A folder has just been uploaded which contains images of some of the windows from Christ Episcopal Church, a beautiful stone-built church on the border of Bloomfield and Glenridge. There is a set of 3 lancets by Tiffany Studios - one is an Annunciation, the second is an Adoration of the Magi and the third is Jesus as a boy, preaching to the Elders in the Temple. There is another 3-lancet set opposite it (image #04) which includes a rather fine angel playing a mandolin is signed "Kimberley" and dates from the 1920's. The west window is a depiction of Jesus blessing the children, I do not know the maker. As with the folder uploaded last week these are not labelled and have been subject to minimal editing.
The other significant item of news is that we have located a source for genuine examples of antique stained glass. These are mostly panels from houses and other secular buildings and right now there are some beautiful examples of early Arts and Crafts Movement panels from the 1880's. One set in particular which caught my attention features beautifully hand-painted images of birds. Due to the fact that most of their customers are from the US all their pricing is in $US and is therefore unaffected by the weaker dollar. Eventually I plan to set up a permanent link to this interesting source of original works but for the time being you can access it from here
if you like Victorian and Edwardian stained glass and have a house
where it would look good then you would do well to at least take a look at what is available. However, you must bear in mind that these are original, one-of-a-kind pieces and the stock is turning over all the time. On the one hand it means that new items are constantly being added but it also means that when you see something you like you may need to move quickly.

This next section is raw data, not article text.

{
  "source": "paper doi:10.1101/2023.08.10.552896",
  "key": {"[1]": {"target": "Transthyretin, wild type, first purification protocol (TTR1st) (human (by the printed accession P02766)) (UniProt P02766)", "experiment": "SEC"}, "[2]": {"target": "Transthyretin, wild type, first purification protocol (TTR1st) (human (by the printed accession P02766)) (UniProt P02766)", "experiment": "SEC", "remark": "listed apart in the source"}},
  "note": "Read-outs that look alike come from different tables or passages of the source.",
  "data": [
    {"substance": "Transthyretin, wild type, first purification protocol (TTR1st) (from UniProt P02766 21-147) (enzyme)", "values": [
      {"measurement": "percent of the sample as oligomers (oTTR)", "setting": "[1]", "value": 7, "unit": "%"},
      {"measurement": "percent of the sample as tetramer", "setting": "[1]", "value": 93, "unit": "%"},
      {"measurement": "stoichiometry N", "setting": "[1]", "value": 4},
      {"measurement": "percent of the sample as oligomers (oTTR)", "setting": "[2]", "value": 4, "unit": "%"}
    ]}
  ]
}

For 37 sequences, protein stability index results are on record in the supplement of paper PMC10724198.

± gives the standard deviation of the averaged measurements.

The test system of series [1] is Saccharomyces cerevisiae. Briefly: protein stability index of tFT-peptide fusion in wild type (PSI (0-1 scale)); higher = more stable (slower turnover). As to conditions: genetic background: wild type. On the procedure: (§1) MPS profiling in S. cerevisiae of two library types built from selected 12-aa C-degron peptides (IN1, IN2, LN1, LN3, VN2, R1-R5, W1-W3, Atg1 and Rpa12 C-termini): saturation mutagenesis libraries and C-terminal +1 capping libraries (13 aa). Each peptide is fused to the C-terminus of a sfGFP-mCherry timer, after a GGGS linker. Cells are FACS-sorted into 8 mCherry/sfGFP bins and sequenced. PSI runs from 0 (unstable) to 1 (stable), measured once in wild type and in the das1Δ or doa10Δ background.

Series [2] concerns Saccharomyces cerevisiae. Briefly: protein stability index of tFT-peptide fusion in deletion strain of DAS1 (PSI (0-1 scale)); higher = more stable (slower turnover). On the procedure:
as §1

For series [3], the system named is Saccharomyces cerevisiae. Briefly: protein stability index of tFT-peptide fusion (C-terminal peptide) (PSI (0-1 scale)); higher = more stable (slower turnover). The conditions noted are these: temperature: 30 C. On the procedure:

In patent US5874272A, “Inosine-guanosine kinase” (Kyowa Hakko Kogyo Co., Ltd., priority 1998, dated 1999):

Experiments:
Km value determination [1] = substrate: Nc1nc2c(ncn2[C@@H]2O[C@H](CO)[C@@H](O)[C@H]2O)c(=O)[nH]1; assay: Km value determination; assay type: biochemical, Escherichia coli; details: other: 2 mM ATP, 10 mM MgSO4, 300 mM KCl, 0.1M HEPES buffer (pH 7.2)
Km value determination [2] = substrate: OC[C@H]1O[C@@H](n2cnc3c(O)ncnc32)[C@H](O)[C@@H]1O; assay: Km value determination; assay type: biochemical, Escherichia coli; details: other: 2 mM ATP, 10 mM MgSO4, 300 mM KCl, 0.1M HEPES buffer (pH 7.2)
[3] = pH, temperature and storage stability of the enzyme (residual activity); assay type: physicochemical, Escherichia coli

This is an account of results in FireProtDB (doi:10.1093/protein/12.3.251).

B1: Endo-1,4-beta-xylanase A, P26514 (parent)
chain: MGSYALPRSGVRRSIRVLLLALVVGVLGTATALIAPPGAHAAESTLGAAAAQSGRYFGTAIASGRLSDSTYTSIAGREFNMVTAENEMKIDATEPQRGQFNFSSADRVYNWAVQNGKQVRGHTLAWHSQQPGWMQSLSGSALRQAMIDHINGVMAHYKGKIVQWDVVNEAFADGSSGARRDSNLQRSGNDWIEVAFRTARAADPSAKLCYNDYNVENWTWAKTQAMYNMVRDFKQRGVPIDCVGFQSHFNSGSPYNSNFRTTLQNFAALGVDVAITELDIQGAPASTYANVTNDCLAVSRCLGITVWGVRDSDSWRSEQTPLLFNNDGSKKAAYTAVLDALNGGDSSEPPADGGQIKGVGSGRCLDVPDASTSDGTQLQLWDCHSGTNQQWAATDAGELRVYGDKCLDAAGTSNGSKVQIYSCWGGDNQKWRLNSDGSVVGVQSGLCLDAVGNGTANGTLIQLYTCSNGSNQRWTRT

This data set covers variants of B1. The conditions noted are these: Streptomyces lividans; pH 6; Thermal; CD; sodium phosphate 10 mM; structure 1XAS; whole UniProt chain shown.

I am delighted to announce that Stained Glass Photography has been appointed as an online distributor of the entire range of Glassmasters fine stained glass reproductions. For many years now this company in Richmond, Virginia, has been producing fine miniature replicas of works by Tiffany Studios, Frank Lloyd Wright, John La Farge, Marc Chagall and others. It is no coincidence that many great museums such as the Metropolitan Museum of Art, the National Gallery of Art, the Art Institute of Chicago and the Frank Lloyd Wright Foundation have all chosen Glassmasters to reproduce their stained glass treasures.
This represents a significant enhancement to the website and offers not only the chance to buy these beautiful works but also the chance to see many new images. Whilst these are not photographs of real windows in situ the Glassmasters models are so beautifully made and with such attention to detail that they are themselves worth looking at in order to better appreciate the design qualities in the original works. For me this was particularly true of the Frank Lloyd Wright collection because I have never seen his work first-hand and the opportunity to look closely at the pictures of these 25 to-scale miniatures has given me a much better appreciation of why his work is so sought after. Examples